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I was wondering if it is correct to use "on" meaning that something is on (inside) something else. For example:

There is a book on the drawer

If it is wrong, it is correct to use "in" instead?

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up vote 10 down vote accepted

No, the preposition "on" indicates that something is on top of something else; this can be either physically or not.

On also indicates "with contact", unlike above that indicates "without contact", see for example:

  • The book is on the table. [the book is actually touching the table]
  • He placed the lamp above the table. [the lamp is not touching the table]

To indicate inside, simply use "in":

The book is in the drawer.

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what about on the train, on the bus, on the plane? all cases where "on" means "inside", no? – nohat Sep 12 '11 at 19:47
Well, I think this answer and also this one are a good start to explain why we have those cases. – Alenanno Sep 12 '11 at 20:11

In this case, I do not believe that "on" and "in" can be used interchangably.

If someone said to me "There is a book on the drawer" I would be confused because drawers are usually inside something else (such as a desk or a dresser) and it's not normally possible to be on top of something like a drawer, unless the drawer is extended. Only if the drawer is extended would it make sense to say " on the drawer" and it would mean (to me) that the book was resting across the rims of the drawer, but not actually inside the drawer.

If someone said "There is a book in the drawer" I would immediately open the drawer to look for the book. There would be no confusion about what the sentence means.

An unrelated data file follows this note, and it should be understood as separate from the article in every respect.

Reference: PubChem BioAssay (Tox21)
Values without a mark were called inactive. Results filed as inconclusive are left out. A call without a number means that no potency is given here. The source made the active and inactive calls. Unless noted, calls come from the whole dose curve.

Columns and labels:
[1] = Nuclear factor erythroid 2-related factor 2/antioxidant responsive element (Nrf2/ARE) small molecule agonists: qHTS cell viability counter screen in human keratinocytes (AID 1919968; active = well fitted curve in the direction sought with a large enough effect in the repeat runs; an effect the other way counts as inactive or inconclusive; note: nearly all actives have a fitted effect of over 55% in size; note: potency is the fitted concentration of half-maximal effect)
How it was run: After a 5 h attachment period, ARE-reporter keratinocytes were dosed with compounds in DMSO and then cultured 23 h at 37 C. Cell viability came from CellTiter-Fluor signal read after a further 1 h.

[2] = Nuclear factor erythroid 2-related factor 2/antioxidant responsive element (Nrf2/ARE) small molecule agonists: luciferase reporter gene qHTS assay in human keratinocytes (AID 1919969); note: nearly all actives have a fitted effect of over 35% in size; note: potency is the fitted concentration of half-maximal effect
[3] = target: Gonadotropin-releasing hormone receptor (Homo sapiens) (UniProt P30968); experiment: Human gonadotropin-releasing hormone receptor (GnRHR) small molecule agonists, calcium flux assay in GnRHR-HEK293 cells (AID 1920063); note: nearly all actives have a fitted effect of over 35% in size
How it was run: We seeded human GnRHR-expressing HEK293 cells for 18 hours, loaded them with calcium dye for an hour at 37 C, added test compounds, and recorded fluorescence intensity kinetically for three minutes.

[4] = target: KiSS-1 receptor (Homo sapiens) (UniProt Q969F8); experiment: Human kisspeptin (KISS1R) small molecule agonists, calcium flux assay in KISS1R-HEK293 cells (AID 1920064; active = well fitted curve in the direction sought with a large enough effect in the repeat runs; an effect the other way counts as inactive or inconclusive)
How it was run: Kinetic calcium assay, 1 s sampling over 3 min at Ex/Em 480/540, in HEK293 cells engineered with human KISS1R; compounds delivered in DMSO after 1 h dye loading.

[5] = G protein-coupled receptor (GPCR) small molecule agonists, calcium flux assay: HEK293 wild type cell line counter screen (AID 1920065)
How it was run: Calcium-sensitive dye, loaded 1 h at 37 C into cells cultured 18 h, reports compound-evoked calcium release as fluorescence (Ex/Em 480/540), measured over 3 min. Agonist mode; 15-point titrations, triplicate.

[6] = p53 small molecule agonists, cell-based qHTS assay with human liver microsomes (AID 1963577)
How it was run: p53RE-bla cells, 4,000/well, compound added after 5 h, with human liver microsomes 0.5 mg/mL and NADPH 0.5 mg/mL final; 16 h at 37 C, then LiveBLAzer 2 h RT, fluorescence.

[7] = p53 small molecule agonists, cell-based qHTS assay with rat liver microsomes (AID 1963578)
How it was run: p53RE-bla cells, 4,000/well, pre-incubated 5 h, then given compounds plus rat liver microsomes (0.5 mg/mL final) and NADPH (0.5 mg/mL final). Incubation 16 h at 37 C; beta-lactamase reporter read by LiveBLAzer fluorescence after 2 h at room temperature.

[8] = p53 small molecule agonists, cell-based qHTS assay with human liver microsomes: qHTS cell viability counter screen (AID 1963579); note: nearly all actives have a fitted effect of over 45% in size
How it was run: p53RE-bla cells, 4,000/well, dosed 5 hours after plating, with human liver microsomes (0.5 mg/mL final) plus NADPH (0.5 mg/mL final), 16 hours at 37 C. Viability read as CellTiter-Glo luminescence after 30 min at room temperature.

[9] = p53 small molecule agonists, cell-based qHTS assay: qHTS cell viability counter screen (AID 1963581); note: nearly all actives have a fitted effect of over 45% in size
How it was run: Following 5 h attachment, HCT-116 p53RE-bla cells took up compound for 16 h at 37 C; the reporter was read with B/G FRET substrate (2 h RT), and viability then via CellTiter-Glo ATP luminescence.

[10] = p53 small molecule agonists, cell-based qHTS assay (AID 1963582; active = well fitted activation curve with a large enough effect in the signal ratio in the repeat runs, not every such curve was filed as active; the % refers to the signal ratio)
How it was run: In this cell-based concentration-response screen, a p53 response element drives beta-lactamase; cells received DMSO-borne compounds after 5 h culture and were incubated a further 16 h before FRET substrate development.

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Is it not possible to use drawer in order to describe the container by extension? – Eldroß Sep 12 '11 at 16:20
@Eldros: I don't think so. A dresser can contain many drawers, some are side-by-side, some are stacked vertically. To say "it is on the drawer" then creates ambiguity: Which drawer? If it is a large desk with many drawers beside each other, which drawer should I look above? – FrustratedWithFormsDesigner Sep 12 '11 at 16:27
Alright, let's say that was some brainf*$t from me, due in part to the fact I have to juggle between languages. :p – Eldroß Sep 12 '11 at 16:31
This subthread has made me realize how weird a word "drawer" is. Now I can only think of it referring to someone who is drawing a picture. – fluffy Sep 12 '11 at 17:52
@fluffy: or someone who draws water out of a well. – FrustratedWithFormsDesigner Sep 12 '11 at 18:23

In the case on would mean at the top of the drawer. And yes, in would have the same meaning as inside.

There is a book in the drawer

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